The Literature regarded as central to the Vedic and Hindu literary tradition was originally predominantly composed in Sanskrit. Indeed, much of the morphology inherent in the learning of Sanskrit is inextricably linked to study of the Vedas and other early texts.
Vedic literature is divided by tradition into two categories: Shruti Ð that which is heard (traditionally understood as revelation) and Smriti - that which is remembered (stemming from human authors, not revelation). The Vedas constituting the former category are considered sacred texts or scripture by many followers of Hindu religion. The post-Vedic scriptures form the latter category: the various shastras and the itihaasas, or histories in epic Sanskrit verse. Holding an ambiguous position between the Upanishads of the Vedas and the epics, the Bhagavad Gita is considered to be revered scripture by most Hindus today.
Hindu texts are typically seen to revolve around many levels of reading, namely the gross or physical, the subtle, and the supramental. This allows for many levels of understanding as well, implying that the truth of the texts can only be realized with the spiritual advancement of the reader.
3. Post-Vedic Hindu scriptures
4. The Bhagavad Gita
5. The Puranas
6. The Tevaram Saivite hymns
7. Divya Prabandha Vaishnavite hymns
The Upanishads ("Sittings Near [a Teacher]") are part of the Hindu Shruti; these religious scriptures primarily discuss philosophy and "cosmic reality"; they also contain transcripts of various debates or discussions. There are 123 books argued to be part of the Upanishads; however, only 13 are accepted by all Hindus as primary. They are commentaries on the Vedas and their branch of Hinduism is called Vedanta. See Upanishads for a much more detailed look at the mystic backbone of Hinduism.
The Upanishads are acknowledged by scholars and philosophers from both East and West, from Schršdinger, Thoreau and Emerson to Rabindranath Tagore, Mahatma Gandhi and Aurobindo Ghosh, to be superlatively beautiful in poetry and rich in philosophy.
The Dharmashastras (law books) are considered by many to form part of the smrti. From time to time great law-givers (eg Manu, Yajnavalkya and Parashara) emerged, who codified existing laws and eliminated obsolete ones to ensure that the Hindu way of life was consistent with both the Vedic spirit and the changing times. However, it must be noted that the Dharmashastras have long been discarded by many groups of Hindus, namely those following Vedanta, Bhakti, Yoga and Tantra streams of Hinduism.
The Hindu philosophy reflected in the epics is the doctrine of avatar (incarnation of God as a human being). The two main avatars of Vishnu that appear in the epics are Rama, the hero of the Ramayana, and Krishna, the chief protagonist in the Mahabharata. Unlike the gods of the Vedic Samhitas and the more meditative, mystic and ethical Upanishadic ideas regarding the all-pervading and formless Brahman, the avatars in these epics are more developed personalities, loving and righteous intermediaries between the Supreme Being and mortals.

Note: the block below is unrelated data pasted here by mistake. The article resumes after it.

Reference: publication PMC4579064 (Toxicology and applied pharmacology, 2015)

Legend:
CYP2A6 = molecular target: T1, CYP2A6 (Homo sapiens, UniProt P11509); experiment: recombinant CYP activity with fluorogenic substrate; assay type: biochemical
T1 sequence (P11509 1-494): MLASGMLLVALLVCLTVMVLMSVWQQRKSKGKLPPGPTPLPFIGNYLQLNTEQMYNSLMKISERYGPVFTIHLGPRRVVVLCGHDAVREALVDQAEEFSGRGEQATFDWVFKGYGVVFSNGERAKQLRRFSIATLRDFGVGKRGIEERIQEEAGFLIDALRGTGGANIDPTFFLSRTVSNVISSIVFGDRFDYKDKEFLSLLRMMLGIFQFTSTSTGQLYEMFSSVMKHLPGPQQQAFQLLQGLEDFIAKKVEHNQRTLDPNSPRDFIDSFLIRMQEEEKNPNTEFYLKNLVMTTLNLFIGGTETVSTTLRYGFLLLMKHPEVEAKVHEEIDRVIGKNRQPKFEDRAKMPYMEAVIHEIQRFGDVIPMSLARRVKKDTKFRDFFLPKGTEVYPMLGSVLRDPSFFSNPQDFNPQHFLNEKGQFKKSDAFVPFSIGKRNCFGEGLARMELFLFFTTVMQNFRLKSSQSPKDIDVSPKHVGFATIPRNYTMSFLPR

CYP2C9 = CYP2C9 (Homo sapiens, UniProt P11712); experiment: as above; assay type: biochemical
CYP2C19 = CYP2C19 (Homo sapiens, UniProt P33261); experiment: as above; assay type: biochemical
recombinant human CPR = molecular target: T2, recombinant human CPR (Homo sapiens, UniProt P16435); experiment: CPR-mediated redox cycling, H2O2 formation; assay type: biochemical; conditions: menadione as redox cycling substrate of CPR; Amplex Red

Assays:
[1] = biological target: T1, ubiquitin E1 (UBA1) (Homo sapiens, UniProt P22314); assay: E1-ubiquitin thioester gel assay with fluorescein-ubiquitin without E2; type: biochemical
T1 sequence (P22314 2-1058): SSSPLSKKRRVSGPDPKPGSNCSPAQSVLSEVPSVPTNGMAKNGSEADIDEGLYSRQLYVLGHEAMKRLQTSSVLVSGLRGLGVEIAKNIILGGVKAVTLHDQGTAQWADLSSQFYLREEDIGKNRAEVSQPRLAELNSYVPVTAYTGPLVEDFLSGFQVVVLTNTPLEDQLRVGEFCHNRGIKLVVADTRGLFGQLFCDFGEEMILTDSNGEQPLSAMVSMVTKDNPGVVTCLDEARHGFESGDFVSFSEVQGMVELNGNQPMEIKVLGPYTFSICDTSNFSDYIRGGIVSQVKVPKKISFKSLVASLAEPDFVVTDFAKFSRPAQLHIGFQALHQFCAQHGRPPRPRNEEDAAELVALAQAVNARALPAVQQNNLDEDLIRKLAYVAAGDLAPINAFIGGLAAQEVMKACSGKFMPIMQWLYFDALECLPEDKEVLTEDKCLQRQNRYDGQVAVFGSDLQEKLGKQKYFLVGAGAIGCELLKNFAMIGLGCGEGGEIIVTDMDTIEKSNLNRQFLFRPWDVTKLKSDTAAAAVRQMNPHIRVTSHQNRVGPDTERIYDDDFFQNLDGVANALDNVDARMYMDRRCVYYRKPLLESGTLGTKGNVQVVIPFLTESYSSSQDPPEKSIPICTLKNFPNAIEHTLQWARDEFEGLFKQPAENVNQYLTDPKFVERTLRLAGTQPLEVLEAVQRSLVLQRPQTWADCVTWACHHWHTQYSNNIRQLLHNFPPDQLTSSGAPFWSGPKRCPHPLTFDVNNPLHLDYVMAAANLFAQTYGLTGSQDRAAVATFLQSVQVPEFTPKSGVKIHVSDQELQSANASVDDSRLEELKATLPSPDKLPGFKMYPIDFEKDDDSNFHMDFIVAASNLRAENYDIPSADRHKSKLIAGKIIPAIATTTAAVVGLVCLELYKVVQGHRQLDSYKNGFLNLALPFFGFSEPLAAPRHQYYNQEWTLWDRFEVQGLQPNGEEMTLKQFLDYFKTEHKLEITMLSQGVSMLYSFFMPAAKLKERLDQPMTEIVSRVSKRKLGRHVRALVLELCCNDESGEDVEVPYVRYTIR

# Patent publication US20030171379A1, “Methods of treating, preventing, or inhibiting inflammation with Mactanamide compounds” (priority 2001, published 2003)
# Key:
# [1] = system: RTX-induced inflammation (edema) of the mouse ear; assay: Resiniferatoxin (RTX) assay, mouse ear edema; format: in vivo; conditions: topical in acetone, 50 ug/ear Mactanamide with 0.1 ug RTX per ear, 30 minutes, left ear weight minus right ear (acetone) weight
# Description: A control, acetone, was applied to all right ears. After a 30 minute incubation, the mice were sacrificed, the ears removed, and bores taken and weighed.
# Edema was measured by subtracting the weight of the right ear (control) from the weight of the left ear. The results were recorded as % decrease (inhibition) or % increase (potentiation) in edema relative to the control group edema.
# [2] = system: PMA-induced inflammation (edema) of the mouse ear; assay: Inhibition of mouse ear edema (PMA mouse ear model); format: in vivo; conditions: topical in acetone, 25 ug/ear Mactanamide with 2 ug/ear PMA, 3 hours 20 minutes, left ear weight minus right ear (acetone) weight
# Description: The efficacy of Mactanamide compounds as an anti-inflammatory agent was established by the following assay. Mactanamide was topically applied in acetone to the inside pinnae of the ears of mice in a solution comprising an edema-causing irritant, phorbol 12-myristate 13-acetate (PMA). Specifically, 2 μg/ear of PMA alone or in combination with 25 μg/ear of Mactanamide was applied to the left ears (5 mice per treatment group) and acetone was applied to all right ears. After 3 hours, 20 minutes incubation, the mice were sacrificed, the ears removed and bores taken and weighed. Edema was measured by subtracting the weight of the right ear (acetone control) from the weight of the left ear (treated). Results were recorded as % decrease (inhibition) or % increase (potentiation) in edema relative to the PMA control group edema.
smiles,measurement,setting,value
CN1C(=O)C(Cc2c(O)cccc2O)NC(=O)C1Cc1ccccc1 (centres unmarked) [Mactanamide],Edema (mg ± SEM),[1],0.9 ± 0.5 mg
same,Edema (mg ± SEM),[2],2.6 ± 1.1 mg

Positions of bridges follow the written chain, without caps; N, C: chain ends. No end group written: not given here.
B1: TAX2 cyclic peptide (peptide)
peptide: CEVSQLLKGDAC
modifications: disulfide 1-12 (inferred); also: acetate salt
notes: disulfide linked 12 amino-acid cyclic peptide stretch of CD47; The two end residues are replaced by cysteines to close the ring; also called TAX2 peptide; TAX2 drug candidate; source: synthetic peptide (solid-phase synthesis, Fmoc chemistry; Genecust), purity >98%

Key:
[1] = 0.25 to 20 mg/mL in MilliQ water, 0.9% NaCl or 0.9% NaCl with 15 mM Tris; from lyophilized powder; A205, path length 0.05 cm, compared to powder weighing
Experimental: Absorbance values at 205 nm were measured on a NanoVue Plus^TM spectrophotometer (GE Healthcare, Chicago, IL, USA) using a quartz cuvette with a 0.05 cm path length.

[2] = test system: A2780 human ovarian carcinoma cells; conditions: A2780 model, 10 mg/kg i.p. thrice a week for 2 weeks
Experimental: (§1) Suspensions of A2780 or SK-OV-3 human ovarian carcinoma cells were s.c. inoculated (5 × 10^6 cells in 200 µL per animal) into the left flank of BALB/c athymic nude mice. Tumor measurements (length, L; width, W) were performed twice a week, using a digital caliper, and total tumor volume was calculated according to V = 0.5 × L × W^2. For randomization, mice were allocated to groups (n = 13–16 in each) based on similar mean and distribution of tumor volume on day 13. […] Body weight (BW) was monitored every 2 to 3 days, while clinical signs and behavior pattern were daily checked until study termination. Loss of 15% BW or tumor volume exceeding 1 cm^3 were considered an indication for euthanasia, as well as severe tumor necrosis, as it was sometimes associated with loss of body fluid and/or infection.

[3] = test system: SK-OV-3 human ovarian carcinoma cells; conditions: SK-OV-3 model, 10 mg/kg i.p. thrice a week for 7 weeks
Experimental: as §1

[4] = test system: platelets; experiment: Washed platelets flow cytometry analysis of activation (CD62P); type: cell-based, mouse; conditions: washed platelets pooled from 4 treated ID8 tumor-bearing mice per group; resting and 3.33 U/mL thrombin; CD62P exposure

What holds the devotee's mind foremost is Krishna's repeated injunction to abandon the mortal self to the infinite love of the Lord. He spoke to not only to the mind and to the Hindu's innate sense of Dharma, but called for overwhelming love, that to love God was to love the immortal Self, and to find some harmony in oneself was to be at peace with the entire cosmos. It speaks of cultivating both the intellect and the body, but always to remain equal in perspectival intuition of the greater Self. The Bhagavad Gita truly sought to be a liberation scripture universal in its message.
Eighteen (18) are considered main purans called "Mahapuranas", and another Eighteen (18) are "Upapuranas". That means total number of Puranas in Hindu Literature are 36. Maharapuranas (18) - (1) Brahma (2) Padma (3) Vaishnav (4) Shaiva (5) Bhagvat (6) Naradiya (7) Markendeya (8) Agneya (9) Bhaibishya (10) Brhamabaibarta (11) Linga (12) Baraha (13) Skanda (14) Baman (15) Kourma (16) Matsa (17) Garud (18) Brahmanda
Upapuranas (18) - (1) Aadi (2) Nrisingha (3) Bayu (4) Shiva (5) Dharma (6) Durbasa (7) Narad (8) Nandikeshwar (9) Ushana (10) Kapil (11) Barun (12) Shamba (13) Kalika (14) Maheswar (15) Devi (16) Padma (17) Parasar (18) Marichi one Upparana also available (19) Bhaskar
Total 37 Hindu Puranas available, 18 Mahapuranas, and 19 Upapuranas
In South India, especially in Tamil Nadu, the Divya Prabhandha is considered as equal to the Vedas, hence the epithet Dravida Veda. In many temples, Srirangam, for example, the chanting of the Divya Prabhandham forms a major part of the daily service. Prominent among the 4,000 verses are the 1,100+ verses known as the Thiru Vaaymozhi, composed by Nammalvar (Kaaril Maaran Sadagopan) of Thiruk Kurugoor.
Hindu Texts Wikipedia